Kalman Filtering
seminar surveyer Active In SP Posts: 3,541 Joined: Sep 2010 
10012011, 04:06 PM
D A N S I M O N Filtering is desirable in many situations in engineering and embedded systems. For example, radio communication signals are corrupted with noise. A good filtering algorithm can remove the noise from electromagnetic signals while retaining the useful information. Another example is power supply voltages. Uninterruptible power supplies are devices that filter line voltages in order to smooth out undesirable fluctuations that might otherwise shorten the lifespan of electrical devices such as computers and printers. The Kalman filter is a tool that can estimate the variables of a wide range of processes. In mathematical terms we would say that a Kalman filter estimates the states of a linear system. The Kalman filter not only works well in practice, but it is theoretically attractive because it can be shown that of all possible filters, it is the one that minimizes the variance of the estimation error. Kalman filters are often implemented in embedded control systems because in order to control a process, you first need an accurate estimate of the process variables. This article will tell you the basic concepts that you need to know to design and implement a Kalman filter. I will introduce the Kalman filter algorithm and we’ll look at the use of this filter to solve a vehicle navigation problem. In order to control the position of an automated vehicle, we first must have a reliable estimate of the vehicle’s present position. Kalman filtering provides a tool for obtaining that reliable estimate. The Kalman filter theory and algorithm Suppose we have a linear system model as described previously. We want to use the available measurements y to estimate the state of the system x. We know how the system behaves according to the state equation, and we have measurements of the position, so how can we determine the best estimate of the state x? We want an estimator that gives an accurate estimate of the true state even though we cannot directly measure it. What criteria should our estimator satisfy? Two obvious requirements come to mind. First, we want the average value of our state estimate to be equal to the average value of the true state. That is, we don’t want our estimate to be biased one way or another. Mathematically, we would say that the expected value of the estimate should be equal to the expected value of the state. Second, we want a state estimate that varies from the true state as little as possible. That is, not only do we want the average of the state estimate to be equal to the average of the true state, but we also want an estimator that results in the smallest possible variation of the state estimate. Mathematically, we would say that we want to find the estimator with the smallest possible error variance. It so happens that the Kalman filter is the estimator that satisfies these two criteria. But the Kalman filter solution does not apply unless we can satisfy certain assumptions about the noise that affects our system. Remember from our system model that w is the process noise and z is the measurement noise. for more: http://docs.google.com/viewer?a=v&q=cach...d4RXnTa_w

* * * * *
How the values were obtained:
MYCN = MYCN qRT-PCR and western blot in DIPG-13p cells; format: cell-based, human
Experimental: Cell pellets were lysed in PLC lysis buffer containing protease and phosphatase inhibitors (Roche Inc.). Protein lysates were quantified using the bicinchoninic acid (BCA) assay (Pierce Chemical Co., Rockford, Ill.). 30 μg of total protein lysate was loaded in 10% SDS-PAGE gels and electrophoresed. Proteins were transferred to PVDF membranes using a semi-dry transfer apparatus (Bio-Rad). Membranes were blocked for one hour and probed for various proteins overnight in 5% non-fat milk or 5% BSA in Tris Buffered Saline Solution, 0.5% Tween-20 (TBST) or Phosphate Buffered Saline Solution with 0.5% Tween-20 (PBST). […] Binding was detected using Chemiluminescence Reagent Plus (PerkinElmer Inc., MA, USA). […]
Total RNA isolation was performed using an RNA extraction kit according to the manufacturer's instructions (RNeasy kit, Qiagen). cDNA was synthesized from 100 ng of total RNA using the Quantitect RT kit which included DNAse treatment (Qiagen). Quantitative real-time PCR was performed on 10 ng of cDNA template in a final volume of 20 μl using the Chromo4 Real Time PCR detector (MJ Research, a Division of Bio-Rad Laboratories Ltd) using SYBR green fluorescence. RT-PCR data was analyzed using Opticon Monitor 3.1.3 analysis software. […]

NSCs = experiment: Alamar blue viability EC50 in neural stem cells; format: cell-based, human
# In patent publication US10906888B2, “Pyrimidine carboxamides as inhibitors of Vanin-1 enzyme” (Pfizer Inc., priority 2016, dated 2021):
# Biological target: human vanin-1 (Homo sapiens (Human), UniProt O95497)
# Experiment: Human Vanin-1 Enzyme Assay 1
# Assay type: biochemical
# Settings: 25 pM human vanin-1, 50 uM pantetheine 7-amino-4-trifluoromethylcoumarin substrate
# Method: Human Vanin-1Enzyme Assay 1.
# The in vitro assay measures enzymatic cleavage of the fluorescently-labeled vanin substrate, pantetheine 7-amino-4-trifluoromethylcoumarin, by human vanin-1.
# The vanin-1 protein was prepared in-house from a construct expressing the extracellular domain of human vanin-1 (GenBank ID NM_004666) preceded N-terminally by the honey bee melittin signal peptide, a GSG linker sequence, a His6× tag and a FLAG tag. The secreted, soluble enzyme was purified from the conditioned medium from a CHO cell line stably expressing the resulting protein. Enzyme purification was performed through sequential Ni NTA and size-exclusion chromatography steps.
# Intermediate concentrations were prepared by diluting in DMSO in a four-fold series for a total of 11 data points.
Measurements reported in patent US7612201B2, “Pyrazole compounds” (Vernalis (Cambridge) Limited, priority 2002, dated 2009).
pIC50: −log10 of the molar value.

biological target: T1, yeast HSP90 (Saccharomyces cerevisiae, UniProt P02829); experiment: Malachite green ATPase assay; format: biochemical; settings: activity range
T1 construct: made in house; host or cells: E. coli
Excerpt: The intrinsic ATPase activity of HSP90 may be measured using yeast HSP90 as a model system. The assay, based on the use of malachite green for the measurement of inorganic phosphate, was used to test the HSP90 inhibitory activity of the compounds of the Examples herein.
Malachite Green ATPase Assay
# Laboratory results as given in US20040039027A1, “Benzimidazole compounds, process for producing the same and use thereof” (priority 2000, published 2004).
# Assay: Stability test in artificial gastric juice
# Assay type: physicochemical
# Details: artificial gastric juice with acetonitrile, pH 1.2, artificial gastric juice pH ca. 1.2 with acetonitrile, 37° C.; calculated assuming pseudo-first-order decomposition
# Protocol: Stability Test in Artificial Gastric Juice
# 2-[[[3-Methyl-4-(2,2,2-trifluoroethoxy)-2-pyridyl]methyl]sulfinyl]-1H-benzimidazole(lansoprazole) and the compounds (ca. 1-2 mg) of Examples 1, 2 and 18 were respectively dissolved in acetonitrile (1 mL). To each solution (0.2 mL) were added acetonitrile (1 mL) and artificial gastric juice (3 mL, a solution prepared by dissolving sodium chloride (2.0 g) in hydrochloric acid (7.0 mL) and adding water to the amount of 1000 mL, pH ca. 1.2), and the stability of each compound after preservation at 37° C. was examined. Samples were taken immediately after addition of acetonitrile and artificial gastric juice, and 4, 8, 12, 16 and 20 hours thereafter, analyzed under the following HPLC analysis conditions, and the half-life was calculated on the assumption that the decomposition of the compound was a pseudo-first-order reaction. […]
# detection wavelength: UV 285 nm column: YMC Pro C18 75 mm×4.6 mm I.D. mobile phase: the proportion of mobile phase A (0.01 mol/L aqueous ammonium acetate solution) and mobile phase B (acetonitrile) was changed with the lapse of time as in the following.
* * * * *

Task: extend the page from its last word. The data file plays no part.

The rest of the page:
seminar tips Super Moderator Posts: 8,857 Joined: Oct 2012 
14122012, 12:18 PM
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